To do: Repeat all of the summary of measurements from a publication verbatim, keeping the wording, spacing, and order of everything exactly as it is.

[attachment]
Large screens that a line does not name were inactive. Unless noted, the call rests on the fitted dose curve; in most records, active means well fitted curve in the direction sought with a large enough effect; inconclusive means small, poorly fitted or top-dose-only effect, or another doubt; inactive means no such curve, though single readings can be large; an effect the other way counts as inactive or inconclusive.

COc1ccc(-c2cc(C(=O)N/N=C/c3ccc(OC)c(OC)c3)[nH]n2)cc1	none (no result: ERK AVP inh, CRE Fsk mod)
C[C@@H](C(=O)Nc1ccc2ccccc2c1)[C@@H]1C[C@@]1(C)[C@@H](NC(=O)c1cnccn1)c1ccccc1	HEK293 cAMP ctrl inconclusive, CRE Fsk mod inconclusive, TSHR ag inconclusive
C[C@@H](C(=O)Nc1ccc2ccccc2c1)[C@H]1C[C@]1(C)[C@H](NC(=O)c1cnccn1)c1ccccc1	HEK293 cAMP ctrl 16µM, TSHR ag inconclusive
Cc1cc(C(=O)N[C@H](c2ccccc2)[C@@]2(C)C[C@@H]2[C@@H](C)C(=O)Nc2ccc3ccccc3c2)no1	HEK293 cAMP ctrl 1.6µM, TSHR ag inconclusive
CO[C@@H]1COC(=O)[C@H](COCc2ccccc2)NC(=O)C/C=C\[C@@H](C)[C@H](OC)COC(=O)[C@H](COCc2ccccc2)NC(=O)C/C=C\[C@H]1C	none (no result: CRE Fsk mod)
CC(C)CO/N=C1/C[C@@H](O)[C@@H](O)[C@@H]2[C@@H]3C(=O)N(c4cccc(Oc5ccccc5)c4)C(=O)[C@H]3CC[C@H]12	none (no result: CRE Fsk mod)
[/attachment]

Large screens that a line does not name were inactive. Unless noted, the call rests on the fitted dose curve; in most records, active means well fitted curve in the direction sought with a large enough effect; inconclusive means small, poorly fitted or top-dose-only effect, or another doubt; inactive means no such curve, though single readings can be large; an effect the other way counts as inactive or inconclusive.

COc1ccc(-c2cc(C(=O)N/N=C/c3ccc(OC)c(OC)c3)[nH]n2)cc1	none (no result: ERK AVP inh, CRE Fsk mod)
C[C@@H](C(=O)Nc1ccc2ccccc2c1)[C@@H]1C[C@@]1(C)[C@@H](NC(=O)c1cnccn1)c1ccccc1	HEK293 cAMP ctrl inconclusive, CRE Fsk mod inconclusive, TSHR ag inconclusive
C[C@@H](C(=O)Nc1ccc2ccccc2c1)[C@H]1C[C@]1(C)[C@H](NC(=O)c1cnccn1)c1ccccc1	HEK293 cAMP ctrl 16µM, TSHR ag inconclusive
Cc1cc(C(=O)N[C@H](c2ccccc2)[C@@]2(C)C[C@@H]2[C@@H](C)C(=O)Nc2ccc3ccccc3c2)no1	HEK293 cAMP ctrl 1.6µM, TSHR ag inconclusive
CO[C@@H]1COC(=O)[C@H](COCc2ccccc2)NC(=O)C/C=C\[C@@H](C)[C@H](OC)COC(=O)[C@H](COCc2ccccc2)NC(=O)C/C=C\[C@H]1C	none (no result: CRE Fsk mod)
CC(C)CO/N=C1/C[C@@H](O)[C@@H](O)[C@@H]2[C@@H]3C(=O)N(c4cccc(Oc5ccccc5)c4)C(=O)[C@H]3CC[C@H]12	none (no result: CRE Fsk mod)